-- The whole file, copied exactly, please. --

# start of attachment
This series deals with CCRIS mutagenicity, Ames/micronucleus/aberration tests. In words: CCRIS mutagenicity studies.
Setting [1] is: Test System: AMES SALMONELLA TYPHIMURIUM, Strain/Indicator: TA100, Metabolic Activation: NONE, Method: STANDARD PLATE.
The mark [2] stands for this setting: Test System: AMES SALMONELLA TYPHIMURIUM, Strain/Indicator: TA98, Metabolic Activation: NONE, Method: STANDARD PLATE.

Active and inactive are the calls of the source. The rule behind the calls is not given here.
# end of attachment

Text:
This series deals with CCRIS mutagenicity, Ames/micronucleus/aberration tests. In words: CCRIS mutagenicity studies.
Setting [1] is: Test System: AMES SALMONELLA TYPHIMURIUM, Strain/Indicator: TA100, Metabolic Activation: NONE, Method: STANDARD PLATE.
The mark [2] stands for this setting: Test System: AMES SALMONELLA TYPHIMURIUM, Strain/Indicator: TA98, Metabolic Activation: NONE, Method: STANDARD PLATE.

Active and inactive are the calls of the source. The rule behind the calls is not given here.